[Post I’m reading: Egypt’s new “democracy” wants to destroy Israel, at the Muqata]
So I’m standing on line at passport control with a couple hundred of my closest friends of the past eleven hours, all of us naturally wondering why Monday morning at Ben Gurion saw only 3 lanes open for foreign passports [“We had no idea there were planes coming in!” someone sitting in an office somewhere might explain…], when a youngish traveller brought forward an elderly man in a wheelchair and cut an entire line, dozens of people.
A woman toward the head of the line muttered loudly, and then repeated several times with successively greater amplication, that he should have asked, that he should be ashamed of himself, and that “derech eretz kidmah [sic] latorah” [half-quoting, and somewhat agrammatically altering, the midrash in Avot d’Rabbi Natan that points out that human beings were told to live as a decent society long before they were given the Torah, in order to prepare them for the Torah].
From an emotional standpoint, I agreed with her; perhaps the man in the wheelchair needed a bathroom or some sort of medical care, or couldn’t take being in the chair for the next hour, but who gave them the right to jump the queue without so much as an apology? She should have addressed the young man directly and not simply rabble-roused for the crowd around her, but the complaint itself made sense.
But there was an additional element here, which upset me. The wheelchair-bound man, and the person wheeling him, were chassidim; Skverer, I think. And if I had to make certain stereotype-based generalizations based on dress and tone, I’d guess the woman was right-wing Conservative or left-wing Modern Orthodox. And it seems to me that the complaint was more a product of religious animus than indignation at the chassid’s rudeness.
I’m not excusing people who cut lines; I was as upset as she was, and more so because it was obvious that this would generate chillul HaShem. But her tirade made offensive assumptions about Torah. She could have complained about his behavior without turning Torah into a weapon, without acting as though she had exclusive claim to interpretation of the Torah’s desires.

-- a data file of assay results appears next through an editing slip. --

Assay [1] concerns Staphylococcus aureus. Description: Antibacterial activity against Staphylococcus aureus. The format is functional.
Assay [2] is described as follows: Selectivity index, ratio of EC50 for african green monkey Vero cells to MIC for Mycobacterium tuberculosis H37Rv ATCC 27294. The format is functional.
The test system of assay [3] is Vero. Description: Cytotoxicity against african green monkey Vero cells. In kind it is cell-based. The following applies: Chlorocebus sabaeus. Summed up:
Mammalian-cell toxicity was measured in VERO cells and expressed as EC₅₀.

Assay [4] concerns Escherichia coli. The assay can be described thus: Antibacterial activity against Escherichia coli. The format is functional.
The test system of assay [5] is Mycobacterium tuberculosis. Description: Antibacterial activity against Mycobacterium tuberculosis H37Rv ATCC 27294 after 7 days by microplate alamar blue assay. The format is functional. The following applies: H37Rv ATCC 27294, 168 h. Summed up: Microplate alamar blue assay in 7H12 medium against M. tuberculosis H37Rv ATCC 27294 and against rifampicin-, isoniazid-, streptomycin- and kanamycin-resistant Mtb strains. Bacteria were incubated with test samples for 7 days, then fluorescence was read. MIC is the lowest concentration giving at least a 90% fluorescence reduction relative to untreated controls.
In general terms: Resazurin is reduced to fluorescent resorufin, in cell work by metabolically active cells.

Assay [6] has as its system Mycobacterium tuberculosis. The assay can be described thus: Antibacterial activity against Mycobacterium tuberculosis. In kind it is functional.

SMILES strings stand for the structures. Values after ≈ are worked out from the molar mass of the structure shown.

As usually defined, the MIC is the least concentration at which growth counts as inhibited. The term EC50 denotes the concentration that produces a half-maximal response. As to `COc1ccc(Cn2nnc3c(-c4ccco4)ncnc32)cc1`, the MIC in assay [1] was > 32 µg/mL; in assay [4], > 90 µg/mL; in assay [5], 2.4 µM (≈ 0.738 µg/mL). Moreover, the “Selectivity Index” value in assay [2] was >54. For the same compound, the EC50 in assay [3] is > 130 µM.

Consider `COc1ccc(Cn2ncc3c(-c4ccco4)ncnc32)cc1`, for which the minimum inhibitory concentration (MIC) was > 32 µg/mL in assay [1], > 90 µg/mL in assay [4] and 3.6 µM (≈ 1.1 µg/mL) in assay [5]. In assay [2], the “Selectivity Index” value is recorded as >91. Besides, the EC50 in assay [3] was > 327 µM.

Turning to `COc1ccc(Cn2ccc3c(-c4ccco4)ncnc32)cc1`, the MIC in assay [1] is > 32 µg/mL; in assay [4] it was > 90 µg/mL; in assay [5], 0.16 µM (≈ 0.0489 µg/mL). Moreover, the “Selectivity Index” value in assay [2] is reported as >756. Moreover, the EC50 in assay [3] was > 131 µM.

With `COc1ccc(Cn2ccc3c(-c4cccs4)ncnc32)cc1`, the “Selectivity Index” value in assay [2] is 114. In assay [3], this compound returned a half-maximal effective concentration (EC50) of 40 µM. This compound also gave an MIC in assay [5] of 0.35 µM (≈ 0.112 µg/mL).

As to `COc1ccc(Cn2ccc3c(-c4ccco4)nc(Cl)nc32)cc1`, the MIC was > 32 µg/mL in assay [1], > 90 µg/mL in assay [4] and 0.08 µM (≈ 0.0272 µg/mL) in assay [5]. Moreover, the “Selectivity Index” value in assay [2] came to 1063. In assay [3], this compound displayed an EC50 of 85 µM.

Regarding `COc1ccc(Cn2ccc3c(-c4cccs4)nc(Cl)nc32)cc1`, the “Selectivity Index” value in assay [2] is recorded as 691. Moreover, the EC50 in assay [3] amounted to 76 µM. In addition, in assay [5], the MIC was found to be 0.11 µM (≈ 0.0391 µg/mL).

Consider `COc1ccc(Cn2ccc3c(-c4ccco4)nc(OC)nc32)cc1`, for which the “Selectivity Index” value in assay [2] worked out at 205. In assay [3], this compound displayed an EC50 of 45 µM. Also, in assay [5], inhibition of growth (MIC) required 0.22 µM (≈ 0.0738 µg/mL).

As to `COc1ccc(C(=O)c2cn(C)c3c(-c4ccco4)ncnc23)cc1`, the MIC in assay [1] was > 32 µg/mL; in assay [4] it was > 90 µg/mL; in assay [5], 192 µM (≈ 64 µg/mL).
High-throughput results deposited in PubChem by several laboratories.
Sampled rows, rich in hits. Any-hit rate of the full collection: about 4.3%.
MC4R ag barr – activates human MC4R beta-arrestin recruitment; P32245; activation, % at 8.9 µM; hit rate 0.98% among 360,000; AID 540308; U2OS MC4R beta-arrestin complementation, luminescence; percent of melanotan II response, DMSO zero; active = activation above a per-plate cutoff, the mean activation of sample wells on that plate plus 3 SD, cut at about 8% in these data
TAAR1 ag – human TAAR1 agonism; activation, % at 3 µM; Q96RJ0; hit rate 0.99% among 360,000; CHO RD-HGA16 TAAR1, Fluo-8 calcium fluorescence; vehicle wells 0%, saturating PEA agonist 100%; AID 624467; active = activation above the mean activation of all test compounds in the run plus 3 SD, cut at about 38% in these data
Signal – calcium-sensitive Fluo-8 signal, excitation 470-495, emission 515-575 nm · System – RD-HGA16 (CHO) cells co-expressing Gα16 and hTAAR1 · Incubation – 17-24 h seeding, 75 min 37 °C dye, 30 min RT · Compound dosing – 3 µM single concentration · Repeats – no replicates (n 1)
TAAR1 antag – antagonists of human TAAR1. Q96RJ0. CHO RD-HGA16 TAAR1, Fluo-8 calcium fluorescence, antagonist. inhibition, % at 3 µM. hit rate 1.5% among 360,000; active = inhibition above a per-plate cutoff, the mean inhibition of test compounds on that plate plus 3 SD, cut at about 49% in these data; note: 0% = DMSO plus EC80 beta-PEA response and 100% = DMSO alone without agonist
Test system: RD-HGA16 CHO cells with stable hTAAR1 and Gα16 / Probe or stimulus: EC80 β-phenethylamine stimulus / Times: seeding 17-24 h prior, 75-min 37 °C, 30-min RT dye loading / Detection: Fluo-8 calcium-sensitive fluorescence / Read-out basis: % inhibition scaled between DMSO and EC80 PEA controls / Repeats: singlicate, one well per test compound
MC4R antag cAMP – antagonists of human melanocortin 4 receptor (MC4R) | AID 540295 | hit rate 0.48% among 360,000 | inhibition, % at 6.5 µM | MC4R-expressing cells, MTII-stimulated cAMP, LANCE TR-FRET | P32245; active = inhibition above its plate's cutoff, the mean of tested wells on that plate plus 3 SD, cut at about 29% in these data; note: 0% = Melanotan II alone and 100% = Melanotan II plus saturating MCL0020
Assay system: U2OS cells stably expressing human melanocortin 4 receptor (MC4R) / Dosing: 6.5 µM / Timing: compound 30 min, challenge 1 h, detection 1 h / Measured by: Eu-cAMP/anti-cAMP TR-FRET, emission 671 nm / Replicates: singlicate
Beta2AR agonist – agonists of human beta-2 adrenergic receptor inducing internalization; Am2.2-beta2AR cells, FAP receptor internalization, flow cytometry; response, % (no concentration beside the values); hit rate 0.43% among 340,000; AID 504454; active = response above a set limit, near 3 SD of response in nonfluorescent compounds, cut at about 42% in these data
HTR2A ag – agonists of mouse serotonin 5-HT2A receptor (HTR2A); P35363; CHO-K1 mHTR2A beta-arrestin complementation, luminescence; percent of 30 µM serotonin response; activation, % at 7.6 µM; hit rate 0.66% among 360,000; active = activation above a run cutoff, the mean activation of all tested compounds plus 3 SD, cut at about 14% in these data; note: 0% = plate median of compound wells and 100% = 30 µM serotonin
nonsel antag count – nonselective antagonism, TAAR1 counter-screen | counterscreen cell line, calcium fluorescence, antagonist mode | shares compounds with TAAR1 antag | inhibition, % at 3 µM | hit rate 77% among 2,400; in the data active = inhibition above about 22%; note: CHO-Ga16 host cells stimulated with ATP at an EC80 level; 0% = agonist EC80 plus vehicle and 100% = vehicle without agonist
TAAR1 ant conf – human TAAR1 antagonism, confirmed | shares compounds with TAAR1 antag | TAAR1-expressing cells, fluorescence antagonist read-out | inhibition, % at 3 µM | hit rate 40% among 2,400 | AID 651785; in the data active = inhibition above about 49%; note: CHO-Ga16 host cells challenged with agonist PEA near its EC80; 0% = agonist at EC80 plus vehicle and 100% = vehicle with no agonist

From my vantage point, the woman was not venting frustration with his behavior; she was delegitimizing him as a Torah-observant Jew.
I sometimes hear observant Jews complain about women who want to wear tallitot or tefillin, saying that the women involved don’t grasp the true nature of these mitzvot, that if they understood what tallit and tefillin were all about then they wouldn’t campaign for the opportunity to wear them. I understand their point – but I don’t necessarily have the right to delegitimize others’ views. And the same should have been true for this woman, standing in line, delegitimizing the view of the chassid who was wheeling the elderly man.
Perhaps he has a different view of Torah and its priorities. Perhaps he felt the people on line would remember מפני שיבה תקום and similar statements about respecting the elderly and their needs. Maybe, as he sees it, דרך ארץ קדמה לתורה means that people who are in line should be automatically understanding of the needs of the elderly, and should not demand apologies for addressing those needs. Or, perhaps, he assumed that people in line would see that he was helping an elderly person and would apply the principle of דן לכף זכות, of judging others favorably.
And she responded by revoking his status as a chassid, so to speak. Uncool, in my book.
So that’s my rant for the morning. Have a great day.